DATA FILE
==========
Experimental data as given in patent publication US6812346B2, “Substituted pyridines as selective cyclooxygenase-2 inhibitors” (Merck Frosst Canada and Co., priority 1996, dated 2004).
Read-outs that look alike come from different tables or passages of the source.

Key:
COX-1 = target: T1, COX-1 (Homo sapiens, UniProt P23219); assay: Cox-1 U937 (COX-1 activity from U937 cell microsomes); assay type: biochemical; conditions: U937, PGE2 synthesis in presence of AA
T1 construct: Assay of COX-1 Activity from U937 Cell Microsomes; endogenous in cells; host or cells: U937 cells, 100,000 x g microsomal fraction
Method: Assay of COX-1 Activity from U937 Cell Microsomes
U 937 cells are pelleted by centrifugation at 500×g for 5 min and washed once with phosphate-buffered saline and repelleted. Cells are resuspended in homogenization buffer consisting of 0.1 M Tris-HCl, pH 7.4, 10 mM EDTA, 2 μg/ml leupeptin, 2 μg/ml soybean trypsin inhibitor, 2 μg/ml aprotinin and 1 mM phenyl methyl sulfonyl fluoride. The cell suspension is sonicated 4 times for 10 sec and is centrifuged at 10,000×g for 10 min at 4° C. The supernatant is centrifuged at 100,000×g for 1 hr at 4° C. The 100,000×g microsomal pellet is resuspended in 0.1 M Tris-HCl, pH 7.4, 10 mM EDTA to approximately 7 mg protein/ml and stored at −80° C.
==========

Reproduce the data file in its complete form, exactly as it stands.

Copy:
Experimental data as given in patent publication US6812346B2, “Substituted pyridines as selective cyclooxygenase-2 inhibitors” (Merck Frosst Canada and Co., priority 1996, dated 2004).
Read-outs that look alike come from different tables or passages of the source.

Key:
COX-1 = target: T1, COX-1 (Homo sapiens, UniProt P23219); assay: Cox-1 U937 (COX-1 activity from U937 cell microsomes); assay type: biochemical; conditions: U937, PGE2 synthesis in presence of AA
T1 construct: Assay of COX-1 Activity from U937 Cell Microsomes; endogenous in cells; host or cells: U937 cells, 100,000 x g microsomal fraction
Method: Assay of COX-1 Activity from U937 Cell Microsomes
U 937 cells are pelleted by centrifugation at 500×g for 5 min and washed once with phosphate-buffered saline and repelleted. Cells are resuspended in homogenization buffer consisting of 0.1 M Tris-HCl, pH 7.4, 10 mM EDTA, 2 μg/ml leupeptin, 2 μg/ml soybean trypsin inhibitor, 2 μg/ml aprotinin and 1 mM phenyl methyl sulfonyl fluoride. The cell suspension is sonicated 4 times for 10 sec and is centrifuged at 10,000×g for 10 min at 4° C. The supernatant is centrifuged at 100,000×g for 1 hr at 4° C. The 100,000×g microsomal pellet is resuspended in 0.1 M Tris-HCl, pH 7.4, 10 mM EDTA to approximately 7 mg protein/ml and stored at −80° C.